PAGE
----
After Ricardo hopped in a taxi I headed straight to the bank where I needed to pay receiving charges to the shipping company. Found the correct bank, met a really nice security guard and it all went surprisingly well. Was happy to get one thing checked off the list in just an afternoon.
The next morning I was at the offices of the shipping company by 930. Would have been there earlier but the taxi driver that assured me he knew where it was of course didn’t. I will cut him a little slack though it was not easy to find. After I got to the shipping company I needed to pay more money and part of that was $45 to print the bill of lading. She said it was made clear to the shipper in Miami about that cost but none of that was relayed to me. She felt bad and agreed it was insane. I didn’t say a word really because what are you going to? She also spoke English well and did a lot of the paperwork for me which saved my butt. After all her help she said that I would NOT be able to do this alone and I should hirer a broker because…. That’s where she stumbled and paused. Before she could finish I said gringo tax? All three ladies in the office laughed. I was determined to give it a shot on my own. Off to the aduana I went, dragging all my stuff with me because I was optimistic I’d get my bike today. Another reason I dragged all my bags around was that the hostel I stayed at was in the centro of Guayaquil with no parking and didn’t want to deal with that.
Took my number at the aduana, like at the deli counter, and waited my turn. My number was called and I stepped up to the window ready and armed with all my papers and a translation app on my phone. My confidence started to deflate as the 4 dudes behind the window all looked at my papers, handed them around and had no clue. Hmmmm now what?
The guy then told me I would have to wait until a certain person got back. They would be there about 2. As I was trying to work though this with him a guy that spoke perfect English interjected. The lady you need is very nice and knows how to handle things she will be back at 2. I asked that guy right on the spot if he wanted a job helping me with the moto! No joke. But he said he couldn’t because he had too much stuff going on already.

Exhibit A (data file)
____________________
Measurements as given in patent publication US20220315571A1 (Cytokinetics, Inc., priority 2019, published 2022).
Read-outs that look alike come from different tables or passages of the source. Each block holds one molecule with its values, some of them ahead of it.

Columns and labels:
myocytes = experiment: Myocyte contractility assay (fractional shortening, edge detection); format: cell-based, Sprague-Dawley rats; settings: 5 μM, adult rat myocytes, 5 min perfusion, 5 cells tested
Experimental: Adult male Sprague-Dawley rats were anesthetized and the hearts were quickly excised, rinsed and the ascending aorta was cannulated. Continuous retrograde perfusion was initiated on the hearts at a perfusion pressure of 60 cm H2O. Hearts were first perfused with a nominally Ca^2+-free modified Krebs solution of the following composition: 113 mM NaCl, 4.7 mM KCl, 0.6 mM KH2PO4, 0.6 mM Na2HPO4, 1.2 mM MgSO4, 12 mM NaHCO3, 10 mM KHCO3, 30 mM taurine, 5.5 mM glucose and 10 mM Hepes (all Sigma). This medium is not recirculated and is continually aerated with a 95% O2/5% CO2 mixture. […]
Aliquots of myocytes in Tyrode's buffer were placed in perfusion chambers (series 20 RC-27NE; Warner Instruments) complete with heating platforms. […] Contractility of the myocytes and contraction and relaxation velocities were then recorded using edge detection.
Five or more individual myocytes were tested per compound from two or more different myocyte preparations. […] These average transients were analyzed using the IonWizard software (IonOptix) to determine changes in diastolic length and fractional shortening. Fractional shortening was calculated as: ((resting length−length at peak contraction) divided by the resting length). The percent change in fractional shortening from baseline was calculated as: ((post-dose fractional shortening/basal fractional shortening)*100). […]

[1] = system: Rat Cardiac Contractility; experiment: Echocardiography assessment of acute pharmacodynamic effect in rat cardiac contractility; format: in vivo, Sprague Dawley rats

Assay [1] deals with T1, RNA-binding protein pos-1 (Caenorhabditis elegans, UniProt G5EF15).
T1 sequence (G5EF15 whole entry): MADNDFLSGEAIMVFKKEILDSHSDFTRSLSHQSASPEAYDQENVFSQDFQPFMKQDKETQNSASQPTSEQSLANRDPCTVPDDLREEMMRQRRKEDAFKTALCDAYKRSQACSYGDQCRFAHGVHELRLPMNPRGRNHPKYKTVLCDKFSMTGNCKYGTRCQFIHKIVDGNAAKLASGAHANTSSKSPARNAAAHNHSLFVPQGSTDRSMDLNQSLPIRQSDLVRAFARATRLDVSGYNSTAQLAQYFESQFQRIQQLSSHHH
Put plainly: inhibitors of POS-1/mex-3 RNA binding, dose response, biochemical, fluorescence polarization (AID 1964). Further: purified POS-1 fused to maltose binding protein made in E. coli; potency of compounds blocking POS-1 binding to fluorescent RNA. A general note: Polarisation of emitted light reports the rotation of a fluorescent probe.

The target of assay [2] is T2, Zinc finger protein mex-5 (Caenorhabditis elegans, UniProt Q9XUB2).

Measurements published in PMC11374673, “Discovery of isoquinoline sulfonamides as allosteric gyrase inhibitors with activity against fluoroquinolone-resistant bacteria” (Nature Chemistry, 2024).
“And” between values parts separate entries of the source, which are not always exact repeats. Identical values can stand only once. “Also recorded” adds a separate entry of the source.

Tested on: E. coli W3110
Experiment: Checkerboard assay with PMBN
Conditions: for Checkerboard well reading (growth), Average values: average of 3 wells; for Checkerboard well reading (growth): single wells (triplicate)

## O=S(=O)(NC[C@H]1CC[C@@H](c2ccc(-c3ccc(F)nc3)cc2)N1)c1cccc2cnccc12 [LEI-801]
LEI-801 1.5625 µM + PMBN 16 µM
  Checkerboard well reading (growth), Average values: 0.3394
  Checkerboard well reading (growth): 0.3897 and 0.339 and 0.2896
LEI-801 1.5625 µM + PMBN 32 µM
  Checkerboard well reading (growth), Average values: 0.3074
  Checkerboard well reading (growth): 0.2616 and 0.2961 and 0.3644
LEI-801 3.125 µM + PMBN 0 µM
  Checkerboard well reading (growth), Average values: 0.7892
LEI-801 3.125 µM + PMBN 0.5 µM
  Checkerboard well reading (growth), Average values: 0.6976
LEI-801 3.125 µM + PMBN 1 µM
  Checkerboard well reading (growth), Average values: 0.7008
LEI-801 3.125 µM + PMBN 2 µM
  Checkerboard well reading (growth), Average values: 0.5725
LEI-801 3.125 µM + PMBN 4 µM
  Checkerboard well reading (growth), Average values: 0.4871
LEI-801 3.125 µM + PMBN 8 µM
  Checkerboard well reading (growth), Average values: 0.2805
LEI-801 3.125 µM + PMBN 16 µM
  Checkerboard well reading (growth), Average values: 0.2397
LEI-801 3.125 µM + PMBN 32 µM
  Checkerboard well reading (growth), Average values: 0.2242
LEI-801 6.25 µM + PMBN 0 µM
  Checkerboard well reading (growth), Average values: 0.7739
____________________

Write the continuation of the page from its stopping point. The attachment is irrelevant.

Melina was very helpful and did know what needed to be done. Unfortunately that involved yet another taxi ride across Guayaquil to the National Police. I needed a piece of paper that cost $5 dollars(of course the guy couldn’t change a ten) and that piece of paper consisted of a guy looking at my passport stamp and printing a piece of paper. So basically 1.5 days in to the process and from what I understood I had my moto papers! Just no moto, yet. Make no mistake I was totally exhausted mentally from dealing with paperwork in a foreign language, traversing Guayaquil in a taxi several times and trying to talk a foreign language all day. Got back to the same hostel that is up 8 flights of stairs in a very hot climate and carrying to much crap. Got a room and just crashed at 6PM for an hour or two. The day, the heat, the victories and defeats had zapped me.
I arrived at the port about 8:30 and was ready to me the inspector. The port is in a not a nice area of Guayaquil and several people told me it’s a dangerous area. However the port is crazy secure so once inside I had no worries. However getting inside was no easy task. I needed pants (which I had) safety boots, hard hat and reflective vest(none of which I had of course). I asked where I could buy that stuff and they said no where near here. Um ok. Finally a security guy that spoke English called the front security desk and basically asked what the heck are you trying to do? I told my story and they sent an escort so I could get to the safety office and get what I needed. Including steel toe boots!!! Amazing because I was ready to put on my motorcycle helmet. Ironically I had a reflective vest in the moto crate and know I could have used moto boots at works boots, also in the crate.
Oh well I was official with my visitor pass shown at the end of the previous post and safety gear(no pic unfortunately). I am off to see the moto and inspector. The inspection was scheduled for “first thing in the morning”. I found several other inspectors and none of them were Willi Zurita and of course none of them can do the inspection. One guy was nice enough to call Willi on the raido and he said he would be there in 15 min. Really?!?! 15 min!!! I am getting the moto today!
Fertisa is a shipping company at the port that receives a lot of the goods and they had taken in the moto. One of the Fertisa employees was nice enough to open the warehouse and I saw the moto!!! Confirmation that it is actually here!!
I was excited at this point it is all falling into place. The hour waiting for Willi went by fast. Right the 15 min turned into an hour. I know I am on South American time but it was time to follow up at the 1.5 hour mark. A call was made and WIlli said he would be there in an hour. Ok, I will contiune to wait here:
After another 1.5 hours went by and we called again. Willi had gone to lunch and would be there right after lunch. After about 3.5 hours of waiting and just sitting in the container yard of the port guess who showed up! Willi!! At this point I did not really care for the guy but showed no sign of that I needed him. Moto inspection ten minutes as I expected and I am ready for my inspection paperwork and to take the moto. Willi spoke pretty darn good English and was really really interested in the moto trip. My disdain for him was fading. Once I asked for the paperwork he said no no no. You have to go back to the aduana. That comment was a vicious punch to the stomach. He offered to give me a ride and said he would help me. Sweaty overheating, dehydrated and dragging too much crap around with me it was a small ray of light but I knew the aduana could be starting all over. I was still trying to believe I would get the moto today!!